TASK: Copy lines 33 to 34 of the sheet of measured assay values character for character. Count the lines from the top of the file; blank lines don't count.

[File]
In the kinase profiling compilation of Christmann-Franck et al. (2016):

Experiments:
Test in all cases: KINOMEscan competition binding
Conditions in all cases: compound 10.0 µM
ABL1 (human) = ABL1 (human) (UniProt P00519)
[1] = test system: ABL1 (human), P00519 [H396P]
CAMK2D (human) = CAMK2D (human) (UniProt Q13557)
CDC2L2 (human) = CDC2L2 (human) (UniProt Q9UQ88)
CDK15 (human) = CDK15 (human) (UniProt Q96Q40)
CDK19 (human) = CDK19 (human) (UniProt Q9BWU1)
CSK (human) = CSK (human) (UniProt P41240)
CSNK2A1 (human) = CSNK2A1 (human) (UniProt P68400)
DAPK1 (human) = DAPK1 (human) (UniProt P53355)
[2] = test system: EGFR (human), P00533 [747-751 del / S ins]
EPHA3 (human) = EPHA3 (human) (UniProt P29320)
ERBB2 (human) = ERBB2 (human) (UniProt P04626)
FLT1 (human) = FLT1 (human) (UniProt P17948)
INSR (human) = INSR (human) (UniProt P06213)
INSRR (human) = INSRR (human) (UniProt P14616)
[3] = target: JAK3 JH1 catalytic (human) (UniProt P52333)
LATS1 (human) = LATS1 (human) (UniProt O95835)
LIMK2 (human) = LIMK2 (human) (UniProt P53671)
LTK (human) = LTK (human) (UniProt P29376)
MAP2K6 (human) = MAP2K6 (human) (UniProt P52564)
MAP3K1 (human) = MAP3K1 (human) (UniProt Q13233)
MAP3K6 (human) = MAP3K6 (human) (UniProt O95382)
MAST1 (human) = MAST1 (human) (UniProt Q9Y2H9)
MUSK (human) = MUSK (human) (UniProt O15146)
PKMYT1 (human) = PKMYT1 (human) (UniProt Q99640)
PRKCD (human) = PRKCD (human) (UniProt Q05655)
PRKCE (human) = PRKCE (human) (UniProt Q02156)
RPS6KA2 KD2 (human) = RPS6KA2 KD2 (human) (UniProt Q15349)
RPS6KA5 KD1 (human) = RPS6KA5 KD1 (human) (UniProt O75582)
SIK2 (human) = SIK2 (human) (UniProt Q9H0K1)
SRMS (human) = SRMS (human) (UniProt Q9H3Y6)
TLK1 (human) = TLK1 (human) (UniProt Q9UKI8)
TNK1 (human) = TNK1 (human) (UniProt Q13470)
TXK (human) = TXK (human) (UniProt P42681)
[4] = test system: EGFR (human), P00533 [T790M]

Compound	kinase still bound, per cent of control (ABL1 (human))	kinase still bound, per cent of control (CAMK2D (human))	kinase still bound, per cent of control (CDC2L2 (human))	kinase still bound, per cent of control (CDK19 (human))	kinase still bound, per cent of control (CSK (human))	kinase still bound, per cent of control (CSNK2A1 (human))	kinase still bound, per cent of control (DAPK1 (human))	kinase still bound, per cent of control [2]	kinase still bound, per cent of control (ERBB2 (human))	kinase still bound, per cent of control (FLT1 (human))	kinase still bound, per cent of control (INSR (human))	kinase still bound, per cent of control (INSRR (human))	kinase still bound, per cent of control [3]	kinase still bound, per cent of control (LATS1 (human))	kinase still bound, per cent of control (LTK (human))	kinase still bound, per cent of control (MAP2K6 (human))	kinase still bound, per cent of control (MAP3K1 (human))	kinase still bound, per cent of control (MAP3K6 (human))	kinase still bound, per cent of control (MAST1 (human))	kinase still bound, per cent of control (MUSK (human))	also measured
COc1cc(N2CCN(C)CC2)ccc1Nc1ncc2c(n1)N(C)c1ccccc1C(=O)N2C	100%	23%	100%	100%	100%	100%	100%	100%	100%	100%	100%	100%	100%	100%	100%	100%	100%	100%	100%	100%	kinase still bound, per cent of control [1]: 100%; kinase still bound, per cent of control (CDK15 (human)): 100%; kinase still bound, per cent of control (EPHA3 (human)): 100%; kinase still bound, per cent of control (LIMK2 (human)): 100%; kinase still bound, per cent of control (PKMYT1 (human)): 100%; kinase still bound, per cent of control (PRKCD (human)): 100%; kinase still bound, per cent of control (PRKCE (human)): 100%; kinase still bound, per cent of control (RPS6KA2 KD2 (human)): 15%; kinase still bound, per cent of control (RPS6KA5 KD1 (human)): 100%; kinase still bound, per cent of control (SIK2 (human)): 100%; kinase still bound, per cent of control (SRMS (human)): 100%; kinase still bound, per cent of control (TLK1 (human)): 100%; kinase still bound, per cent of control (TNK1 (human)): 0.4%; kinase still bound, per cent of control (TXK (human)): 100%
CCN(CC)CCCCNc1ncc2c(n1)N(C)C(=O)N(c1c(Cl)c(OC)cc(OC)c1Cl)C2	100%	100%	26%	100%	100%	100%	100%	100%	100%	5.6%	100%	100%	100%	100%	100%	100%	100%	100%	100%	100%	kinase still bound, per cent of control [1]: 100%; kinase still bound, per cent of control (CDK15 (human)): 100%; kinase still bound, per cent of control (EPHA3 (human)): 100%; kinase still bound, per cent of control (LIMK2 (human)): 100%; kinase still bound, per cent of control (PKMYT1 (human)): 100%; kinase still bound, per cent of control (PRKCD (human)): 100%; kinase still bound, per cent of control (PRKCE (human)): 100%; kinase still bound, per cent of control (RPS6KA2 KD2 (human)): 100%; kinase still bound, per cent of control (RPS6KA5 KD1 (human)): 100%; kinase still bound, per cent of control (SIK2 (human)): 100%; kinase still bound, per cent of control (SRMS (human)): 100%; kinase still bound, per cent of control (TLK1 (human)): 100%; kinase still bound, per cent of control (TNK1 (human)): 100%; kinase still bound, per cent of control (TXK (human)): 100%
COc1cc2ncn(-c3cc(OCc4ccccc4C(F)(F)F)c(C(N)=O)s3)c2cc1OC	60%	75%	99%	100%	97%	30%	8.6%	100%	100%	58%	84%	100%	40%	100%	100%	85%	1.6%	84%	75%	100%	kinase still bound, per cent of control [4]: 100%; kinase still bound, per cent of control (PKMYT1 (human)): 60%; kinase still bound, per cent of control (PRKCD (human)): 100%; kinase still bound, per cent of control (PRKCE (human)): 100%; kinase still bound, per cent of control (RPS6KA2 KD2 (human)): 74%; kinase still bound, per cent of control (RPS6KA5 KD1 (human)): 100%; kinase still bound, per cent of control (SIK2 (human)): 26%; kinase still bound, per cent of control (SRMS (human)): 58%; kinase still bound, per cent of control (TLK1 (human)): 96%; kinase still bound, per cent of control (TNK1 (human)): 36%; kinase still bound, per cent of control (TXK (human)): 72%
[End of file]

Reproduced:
RPS6KA5 KD1 (human) = RPS6KA5 KD1 (human) (UniProt O75582)
SIK2 (human) = SIK2 (human) (UniProt Q9H0K1)